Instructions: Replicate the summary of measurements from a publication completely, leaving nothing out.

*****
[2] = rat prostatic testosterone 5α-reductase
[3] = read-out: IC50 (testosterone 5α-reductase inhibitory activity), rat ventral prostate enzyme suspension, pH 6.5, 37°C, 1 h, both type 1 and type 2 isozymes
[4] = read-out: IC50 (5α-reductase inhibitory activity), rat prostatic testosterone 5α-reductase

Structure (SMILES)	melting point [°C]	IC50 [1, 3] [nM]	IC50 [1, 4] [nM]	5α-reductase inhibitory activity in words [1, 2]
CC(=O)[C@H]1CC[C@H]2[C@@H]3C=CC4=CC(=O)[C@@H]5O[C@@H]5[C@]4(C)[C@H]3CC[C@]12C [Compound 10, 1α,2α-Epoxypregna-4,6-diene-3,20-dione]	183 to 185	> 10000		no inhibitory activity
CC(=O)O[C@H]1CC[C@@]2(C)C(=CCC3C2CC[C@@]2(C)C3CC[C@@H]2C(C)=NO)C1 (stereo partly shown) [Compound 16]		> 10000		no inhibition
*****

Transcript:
[2] = rat prostatic testosterone 5α-reductase
[3] = read-out: IC50 (testosterone 5α-reductase inhibitory activity), rat ventral prostate enzyme suspension, pH 6.5, 37°C, 1 h, both type 1 and type 2 isozymes
[4] = read-out: IC50 (5α-reductase inhibitory activity), rat prostatic testosterone 5α-reductase

Structure (SMILES)	melting point [°C]	IC50 [1, 3] [nM]	IC50 [1, 4] [nM]	5α-reductase inhibitory activity in words [1, 2]
CC(=O)[C@H]1CC[C@H]2[C@@H]3C=CC4=CC(=O)[C@@H]5O[C@@H]5[C@]4(C)[C@H]3CC[C@]12C [Compound 10, 1α,2α-Epoxypregna-4,6-diene-3,20-dione]	183 to 185	> 10000		no inhibitory activity
CC(=O)O[C@H]1CC[C@@]2(C)C(=CCC3C2CC[C@@]2(C)C3CC[C@@H]2C(C)=NO)C1 (stereo partly shown) [Compound 16]		> 10000		no inhibition